The other thing to say — which kind of undermines what I just said — is that I’m not sure what you mean by tea party at this point. Is there any distinction between a tea party candidate and a social conservative candidate?

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    andrewperrin

    May 17, 2012 at 9:42 am

  7. Establishment Republicans are toast!

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    Omar

    May 17, 2012 at 2:33 pm

  8. These discussions remind me of 1972. McGovern activists took control of the Democratic party and then got smashed in the general election. Thereafter began the Democrats run for the middle.

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    olderwoman

    May 17, 2012 at 3:06 pm

  9. Um PS, I should say that I recognize (1) the Republican mainstream has kept control of the party so far despite the Tea Party challenges and (2) it is probably just wishful thinking on my part to hope that the Tea Party extremism will be enough to push voters to the Democrats. And, (3) for the record, I was a Democratic extremist in those days (and still now) and was to the left of McGovern. But the view that the “radical” takeover of the Democratic Party led to its defeat and regrouping is a pretty standard stuff.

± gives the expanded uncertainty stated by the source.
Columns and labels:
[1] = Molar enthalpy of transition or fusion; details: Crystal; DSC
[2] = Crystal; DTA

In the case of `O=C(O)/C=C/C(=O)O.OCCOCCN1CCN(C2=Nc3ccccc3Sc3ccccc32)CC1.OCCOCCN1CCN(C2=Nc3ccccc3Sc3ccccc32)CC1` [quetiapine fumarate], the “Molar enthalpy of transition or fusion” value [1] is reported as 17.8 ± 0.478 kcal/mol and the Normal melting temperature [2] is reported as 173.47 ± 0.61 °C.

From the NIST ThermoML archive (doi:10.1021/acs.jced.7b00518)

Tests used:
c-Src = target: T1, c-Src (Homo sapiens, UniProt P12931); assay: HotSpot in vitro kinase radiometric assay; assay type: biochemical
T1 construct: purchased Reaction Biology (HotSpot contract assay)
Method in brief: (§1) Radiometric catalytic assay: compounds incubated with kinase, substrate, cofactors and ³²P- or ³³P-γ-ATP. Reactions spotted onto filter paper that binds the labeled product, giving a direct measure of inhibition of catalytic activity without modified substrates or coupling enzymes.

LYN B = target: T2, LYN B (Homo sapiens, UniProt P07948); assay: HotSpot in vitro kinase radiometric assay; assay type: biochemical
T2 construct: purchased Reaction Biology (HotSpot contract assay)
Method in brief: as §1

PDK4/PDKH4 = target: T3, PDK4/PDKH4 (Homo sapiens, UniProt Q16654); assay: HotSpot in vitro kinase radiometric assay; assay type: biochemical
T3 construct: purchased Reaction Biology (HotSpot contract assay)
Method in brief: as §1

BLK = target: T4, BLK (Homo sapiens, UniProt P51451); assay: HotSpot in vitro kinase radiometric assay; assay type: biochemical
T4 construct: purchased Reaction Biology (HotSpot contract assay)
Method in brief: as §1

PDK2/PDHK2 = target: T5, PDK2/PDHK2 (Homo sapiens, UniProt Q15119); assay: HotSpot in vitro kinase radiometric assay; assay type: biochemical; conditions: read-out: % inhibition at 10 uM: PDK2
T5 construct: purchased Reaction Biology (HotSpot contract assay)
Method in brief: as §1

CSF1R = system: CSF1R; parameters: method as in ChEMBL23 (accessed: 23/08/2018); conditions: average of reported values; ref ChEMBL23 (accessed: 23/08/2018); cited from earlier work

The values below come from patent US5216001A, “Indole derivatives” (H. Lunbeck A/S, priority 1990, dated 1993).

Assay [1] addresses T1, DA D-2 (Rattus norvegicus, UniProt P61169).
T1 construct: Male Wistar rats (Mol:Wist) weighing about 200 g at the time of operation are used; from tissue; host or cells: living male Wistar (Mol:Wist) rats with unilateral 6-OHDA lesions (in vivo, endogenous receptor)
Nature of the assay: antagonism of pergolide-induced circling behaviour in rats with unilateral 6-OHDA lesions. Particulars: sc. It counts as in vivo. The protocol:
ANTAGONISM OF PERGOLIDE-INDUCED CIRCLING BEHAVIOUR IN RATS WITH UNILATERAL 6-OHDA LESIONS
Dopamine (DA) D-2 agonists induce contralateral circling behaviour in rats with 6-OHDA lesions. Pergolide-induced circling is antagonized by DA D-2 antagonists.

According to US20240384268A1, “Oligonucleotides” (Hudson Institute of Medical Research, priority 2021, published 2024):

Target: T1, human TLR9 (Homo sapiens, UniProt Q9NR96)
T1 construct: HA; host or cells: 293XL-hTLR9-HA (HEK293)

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    olderwoman

    May 17, 2012 at 3:11 pm

  10. I eagerly await to the Paulista takeover of the GOP National Convention and the new party platform which advocates total withdrawal from the Middle East, the abolition of several government agencies, and a return to the gold standard.

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    joshmccabe

    May 17, 2012 at 3:55 pm

  11. @joshmccabe: “… and a return to the gold standard.”

    A terrible idea, because we could never afford the moon encampments promised by the Gingrichista takeover.

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    Austen

    May 17, 2012 at 4:16 pm

  12. OTOH the congressional upheaval is already showing signs of softening: http://politix.topix.com/homepage/916-gop-newbies-dont-really-care-about-the-anti-tax-pledge

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    Dain

    May 21, 2012 at 4:18 am